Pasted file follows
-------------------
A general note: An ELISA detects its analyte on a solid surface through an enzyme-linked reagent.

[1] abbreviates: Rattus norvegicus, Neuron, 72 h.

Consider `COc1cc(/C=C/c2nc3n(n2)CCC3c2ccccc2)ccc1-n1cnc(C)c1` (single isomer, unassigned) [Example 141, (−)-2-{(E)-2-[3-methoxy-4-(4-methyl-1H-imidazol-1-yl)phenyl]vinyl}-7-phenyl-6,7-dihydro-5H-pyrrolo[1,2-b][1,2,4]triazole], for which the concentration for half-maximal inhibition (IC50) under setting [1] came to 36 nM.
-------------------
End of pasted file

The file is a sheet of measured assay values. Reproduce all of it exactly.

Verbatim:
A general note: An ELISA detects its analyte on a solid surface through an enzyme-linked reagent.

[1] abbreviates: Rattus norvegicus, Neuron, 72 h.

Consider `COc1cc(/C=C/c2nc3n(n2)CCC3c2ccccc2)ccc1-n1cnc(C)c1` (single isomer, unassigned) [Example 141, (−)-2-{(E)-2-[3-methoxy-4-(4-methyl-1H-imidazol-1-yl)phenyl]vinyl}-7-phenyl-6,7-dihydro-5H-pyrrolo[1,2-b][1,2,4]triazole], for which the concentration for half-maximal inhibition (IC50) under setting [1] came to 36 nM.